For Louisville Metro Councilman Dan Seum Jr., whose district includes the memorial forest, cleaning up the hazardous waste is important to make visitors feel safe at a time when he and other officials are turning the park into a regional destination.

“I believe we will get a good investigation and good advice” from Shield, Seum said Friday. “I want to make sure (the forest) is safe for the environment.”

Seum said he also wants to ensure that the environmental investigation is transparent and that the results are made public.

He said the language in the company’s proposal about the need for a “non-disclosure agreement” or “confidentiality agreement” to “ensure that any information found regarding waste materials on site is not shared” beyond the project parties. ‘I’m going to investigate that. We want it to be open.”

Greenberg, the mayor of Louisville, has been previously criticized for his government’s use of non-disclosure agreements.

Images of Valley of the Drums, along with the terrifying revelation of chemical plant dumping in Love Canal, near Niagara Falls, led Congress in 1980 to pass the Comprehensive Environmental Response, Compensation, and Liability Act, commonly known as Superfund . The law charged the chemical and petroleum industries to pay for the program and gave EPA authority to respond directly to toxic dumps that threatened the public or the environment, and then recover cleanup costs from the “responsible parties.”

Despite the cleanup of the Valley of the Drums, the dump in what would become Jefferson Memorial Forest was never cleaned up.

There are likely many such smaller landfills across the country, like the one in Jefferson Memorial Forest, which “went off the charts and faded into oblivion” when EPA and states were inundated with reports of toxic landfills needing to be closed in the 1980s. investigated, Louisville said. environmental attorney Tom FitzGerald, who has investigated legal issues related to the site.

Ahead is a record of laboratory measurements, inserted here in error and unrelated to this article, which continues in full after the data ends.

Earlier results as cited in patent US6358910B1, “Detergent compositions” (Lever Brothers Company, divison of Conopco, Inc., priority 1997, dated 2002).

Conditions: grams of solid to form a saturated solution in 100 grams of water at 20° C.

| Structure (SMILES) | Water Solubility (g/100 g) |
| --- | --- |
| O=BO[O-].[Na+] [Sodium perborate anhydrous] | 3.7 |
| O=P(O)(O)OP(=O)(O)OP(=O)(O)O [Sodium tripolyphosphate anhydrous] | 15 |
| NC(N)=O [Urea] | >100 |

In his 2011 report, Shield noted that barrels and other containers were scattered across 300 feet of the forest floor. By then the liquid waste was gone, but testing of the soil near the drums found pesticides, PCBs and a mix of heavy metals at levels higher than what would normally require agency action.

As recently as 2016, state environmental regulators had described Gully of the Drums as “an imminent threat to human health and the environment.”

One of Satterley’s professors, Lauren Heberle, chair of sociology and an expert on the Superfund cleanup, said she is “very encouraged” that Louisville is on the verge of completing the original Shield environmental assessment from nearly fifteen years ago. to complete.

But she said the plan, which does not require new testing of groundwater or a nearby creek, “seems like a missed opportunity.” She also questioned why the scope of the project does not include looking for the presence of PFAS or other toxic substances that they may not have previously tested for.

The proposal stated that the previous investigation did not find contamination in the groundwater or creek at a level that warranted action. The new proposal assumes nothing has changed dramatically since 2011, Heberle said.

Heberle credited Satterley’s research and public presentation as the impetus for action. “I am pleased to see that the Louisville Metro Government is taking responsibility for completing the assessment and I hope that they will also follow up on the remediation in a manner that clears the site of any remaining toxic or hazardous materials .”